Conflict, covid and climate – it’s been a perfect storm for global supply chains. But it's also been an opportunity for companies to rethink their strategies: and invest in technologies that help them handle increased complexity.
The 5 factors global supply chains are fighting
So what are company bosses doing to navigate the stormy economic weather?
The World Economic Forum suggests there are 5 factors global supply chains are fighting.
Skyrocketing inflation - which means millions of consumers are cutting back which hits demand but also creates uncertainty making it tough for supply chain experts to plan.
Labour unrest - across Europe there have been many recent examples of workers taking industrial action partly due to their pay packets now being worth less.
Energy shortages - rising energy prices have caused companies to cut back too. Limiting production and making life even trickier for those supply chain planners.
Geo-political uncertainty - political tensions and conflicts have created even more disruption and uncertainty.
Extreme weather - all of this comes against a backdrop of the climate crisis. Changes to regulation, but also the very real damage and disruption caused by the dramatic shifts in weather patterns we are all already starting to experience
These are major issues. But on the flip-side WEF research also revealed that 77% of Chief Economists expect businesses to respond and tackle the tough conditions with innovation by optimising supply chains.
From supply chains to supply webs
So should we feel anxious or optimistic about businesses' ability to supply us with the products and services we rely on? Ranjeev Menon is group CEO of GWC, a leading logistics and supply chain firm based in Qatar.
He believes that positive signs are on the horizon.
"Global supply chains are recovering after about three hard years," he told Euronews. "It completely looks very, very different today. The companies adapted differently in terms of diversifying their production and not relying on one supply source or country. So if you look at the supply chain today, it looks more like a supply web. Now it does increase complexity because you’ve got multiple vendors supplying the same products and it also has an impact on the cost - but this de-risks the supply challenges or the supply shocks, like what we’ve seen in the recent past."
The shipping industry invests in technology
Shipping still powers a vast part of the global economy: eleven billion tonnes of goods are shipped around the world every year.
Antwerp in Belgium is Europe’s fastest-growing port and it is investment in technology that has enabled it to manage that growth.
A super futuristic building overlooks the port and its very modern look is in line with what they're trying to do operationally. The authority is trying to make this one of the world leaders in digitalisation.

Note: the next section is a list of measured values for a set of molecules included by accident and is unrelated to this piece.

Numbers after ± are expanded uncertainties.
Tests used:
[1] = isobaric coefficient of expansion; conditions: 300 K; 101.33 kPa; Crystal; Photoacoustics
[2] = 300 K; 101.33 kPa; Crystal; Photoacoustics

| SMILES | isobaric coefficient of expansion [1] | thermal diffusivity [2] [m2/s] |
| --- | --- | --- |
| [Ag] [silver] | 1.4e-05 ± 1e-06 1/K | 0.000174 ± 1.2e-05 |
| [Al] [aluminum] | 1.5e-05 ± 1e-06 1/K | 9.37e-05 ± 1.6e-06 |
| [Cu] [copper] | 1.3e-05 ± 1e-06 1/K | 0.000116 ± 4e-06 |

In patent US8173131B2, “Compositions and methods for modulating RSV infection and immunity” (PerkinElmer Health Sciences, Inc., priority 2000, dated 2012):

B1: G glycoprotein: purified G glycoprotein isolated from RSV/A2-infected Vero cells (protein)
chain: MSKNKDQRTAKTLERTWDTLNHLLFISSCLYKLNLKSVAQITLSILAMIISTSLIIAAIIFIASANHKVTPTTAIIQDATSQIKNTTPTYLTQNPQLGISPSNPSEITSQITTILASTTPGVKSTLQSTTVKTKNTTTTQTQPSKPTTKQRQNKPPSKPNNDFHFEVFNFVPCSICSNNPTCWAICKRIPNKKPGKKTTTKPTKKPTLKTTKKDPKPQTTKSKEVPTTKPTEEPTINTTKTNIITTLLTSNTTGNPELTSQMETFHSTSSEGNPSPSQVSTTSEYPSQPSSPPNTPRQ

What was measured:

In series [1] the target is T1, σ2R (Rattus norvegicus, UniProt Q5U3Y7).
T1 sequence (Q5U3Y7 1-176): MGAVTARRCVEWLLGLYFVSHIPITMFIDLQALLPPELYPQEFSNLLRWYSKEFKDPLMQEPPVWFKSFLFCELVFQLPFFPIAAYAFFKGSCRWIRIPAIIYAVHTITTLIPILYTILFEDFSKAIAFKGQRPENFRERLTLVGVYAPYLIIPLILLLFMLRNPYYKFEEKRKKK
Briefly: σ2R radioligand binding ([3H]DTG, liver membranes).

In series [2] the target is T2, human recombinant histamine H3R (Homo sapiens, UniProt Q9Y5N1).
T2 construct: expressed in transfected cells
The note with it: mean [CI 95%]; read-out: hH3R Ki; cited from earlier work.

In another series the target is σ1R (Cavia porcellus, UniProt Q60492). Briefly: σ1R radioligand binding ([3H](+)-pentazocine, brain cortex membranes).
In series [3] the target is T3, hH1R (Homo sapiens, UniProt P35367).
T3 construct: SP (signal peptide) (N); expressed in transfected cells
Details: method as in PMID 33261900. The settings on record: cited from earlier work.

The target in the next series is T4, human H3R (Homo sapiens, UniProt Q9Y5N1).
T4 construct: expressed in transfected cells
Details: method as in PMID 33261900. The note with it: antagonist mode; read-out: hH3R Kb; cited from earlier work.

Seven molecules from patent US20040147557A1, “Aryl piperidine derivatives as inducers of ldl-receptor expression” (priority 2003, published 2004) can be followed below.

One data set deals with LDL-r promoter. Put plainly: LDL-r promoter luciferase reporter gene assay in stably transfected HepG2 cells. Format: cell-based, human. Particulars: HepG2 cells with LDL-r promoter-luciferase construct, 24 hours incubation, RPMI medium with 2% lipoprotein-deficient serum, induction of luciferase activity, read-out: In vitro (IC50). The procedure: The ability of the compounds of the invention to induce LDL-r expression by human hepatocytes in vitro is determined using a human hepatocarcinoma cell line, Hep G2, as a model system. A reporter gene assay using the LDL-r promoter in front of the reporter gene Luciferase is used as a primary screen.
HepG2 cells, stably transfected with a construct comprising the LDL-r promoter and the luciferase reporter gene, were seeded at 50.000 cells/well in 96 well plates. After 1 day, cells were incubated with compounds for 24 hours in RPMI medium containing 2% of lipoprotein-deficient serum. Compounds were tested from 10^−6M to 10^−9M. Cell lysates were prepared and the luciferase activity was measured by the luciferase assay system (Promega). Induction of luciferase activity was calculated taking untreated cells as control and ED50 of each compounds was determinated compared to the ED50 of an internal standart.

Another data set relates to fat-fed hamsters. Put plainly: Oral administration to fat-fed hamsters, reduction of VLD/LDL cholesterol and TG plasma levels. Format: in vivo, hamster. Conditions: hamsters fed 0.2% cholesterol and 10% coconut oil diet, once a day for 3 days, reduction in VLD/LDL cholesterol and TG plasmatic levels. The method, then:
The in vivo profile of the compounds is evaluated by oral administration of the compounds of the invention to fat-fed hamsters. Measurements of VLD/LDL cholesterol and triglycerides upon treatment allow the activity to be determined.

The man at the heart of the operation is Erwin Verstraelen, the Chief Digital Information & Innovation Officer at the Port of Antwerp. He is overseeing the implementation of a so-called "digital twin" of the port to support the terminals, the shipping companies and the inland waterways.
"You bring that data together and you provide the view they want with the data set they need at that moment in time," he explains. "And they can play, they can add, they can throw data layers out. And as such it starts to grow, it triggers new use cases and initiatives, and if we of course have a new data feed, or a new data source we can get our hands on, we bring it in, it triggers another innovation cycle and we say oh that’s interesting."
Nautical communication is still mainly done voice to voice - on phones and radios, making it hard to track.
Two years ago, the port piloted a project to use Artificial Intelligence to turn the spoken word into text. It didn't work back then but they've redone it now and the technology has improved so much, the AIs can even detect sentiment in voices - it knows if two ship captains are having an argument.
"So if people who are responsible for investigating an accident or something that took place, that are now looking for the needle in the haystack, they can query that and in 5 to 10 seconds, they can...OK it was this," says Erwin.
At nearly 130km2, the port of Antwerp is the 14th biggest in the world and the second biggest in Europe. For Erwin, the challenge to digitalise the operations isn't daunting, it's exciting.
Hi-tech systems to save space and time
Using hi-tech systems to save space and time has become a multi-billion euro business. One of the world leaders for innovation in this space is GXO logistics and Mark Manduca is their Chief Investment Officer.
"GXO is a company that came about through a number of acquisitions over the last 20 years," he explains. "Today, it looks basically like 900 plus warehouses operating in over 28 countries across the globe. What we're trying to do is basically make people's warehouse more efficient, faster and more accurate that they can do it themselves.
He says that their company has seen big changes over the last three decades.
"From a shipping perspective," he says. "In the last, let's say, 30 years from a global trade standpoint, goods were being shipped in essence out to Asia to be manufactured and then ultimately come back to consumers. That traditional trade lane has been put under significant pressure, not just because of what we've seen with the pandemic or zero-covid, but also because wages, quite frankly, have gone up substantially such that the differential between markets in the East versus markets in the West have closed over the last ten years. "
Space for optimism
So the so-called “perfect storm” of conflict, covid and climate change did hit global supply chains hard. But across the disciplines of planning, shipping and storage - technology is solving problems so fast that the forecast is far more nuanced, far more optimistic than many might have feared.